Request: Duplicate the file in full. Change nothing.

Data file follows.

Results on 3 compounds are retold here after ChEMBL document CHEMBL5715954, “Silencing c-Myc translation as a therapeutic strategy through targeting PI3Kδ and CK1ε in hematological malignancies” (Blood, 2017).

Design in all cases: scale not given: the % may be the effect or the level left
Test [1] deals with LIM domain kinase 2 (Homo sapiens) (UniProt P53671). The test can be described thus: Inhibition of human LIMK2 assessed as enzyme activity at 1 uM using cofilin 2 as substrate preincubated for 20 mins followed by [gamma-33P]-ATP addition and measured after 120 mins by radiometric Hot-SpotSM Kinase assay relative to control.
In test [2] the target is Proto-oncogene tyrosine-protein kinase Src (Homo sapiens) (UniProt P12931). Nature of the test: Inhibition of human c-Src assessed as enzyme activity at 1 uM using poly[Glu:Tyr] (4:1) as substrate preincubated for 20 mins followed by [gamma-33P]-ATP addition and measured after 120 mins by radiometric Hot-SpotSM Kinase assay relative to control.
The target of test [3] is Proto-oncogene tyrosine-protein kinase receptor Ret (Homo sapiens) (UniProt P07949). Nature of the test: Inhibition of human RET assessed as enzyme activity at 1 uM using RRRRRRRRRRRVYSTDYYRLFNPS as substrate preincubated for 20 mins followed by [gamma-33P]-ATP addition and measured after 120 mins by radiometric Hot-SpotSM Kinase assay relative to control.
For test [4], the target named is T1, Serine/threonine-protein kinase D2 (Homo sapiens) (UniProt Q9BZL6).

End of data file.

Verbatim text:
Results on 3 compounds are retold here after ChEMBL document CHEMBL5715954, “Silencing c-Myc translation as a therapeutic strategy through targeting PI3Kδ and CK1ε in hematological malignancies” (Blood, 2017).

Design in all cases: scale not given: the % may be the effect or the level left
Test [1] deals with LIM domain kinase 2 (Homo sapiens) (UniProt P53671). The test can be described thus: Inhibition of human LIMK2 assessed as enzyme activity at 1 uM using cofilin 2 as substrate preincubated for 20 mins followed by [gamma-33P]-ATP addition and measured after 120 mins by radiometric Hot-SpotSM Kinase assay relative to control.
In test [2] the target is Proto-oncogene tyrosine-protein kinase Src (Homo sapiens) (UniProt P12931). Nature of the test: Inhibition of human c-Src assessed as enzyme activity at 1 uM using poly[Glu:Tyr] (4:1) as substrate preincubated for 20 mins followed by [gamma-33P]-ATP addition and measured after 120 mins by radiometric Hot-SpotSM Kinase assay relative to control.
The target of test [3] is Proto-oncogene tyrosine-protein kinase receptor Ret (Homo sapiens) (UniProt P07949). Nature of the test: Inhibition of human RET assessed as enzyme activity at 1 uM using RRRRRRRRRRRVYSTDYYRLFNPS as substrate preincubated for 20 mins followed by [gamma-33P]-ATP addition and measured after 120 mins by radiometric Hot-SpotSM Kinase assay relative to control.
For test [4], the target named is T1, Serine/threonine-protein kinase D2 (Homo sapiens) (UniProt Q9BZL6).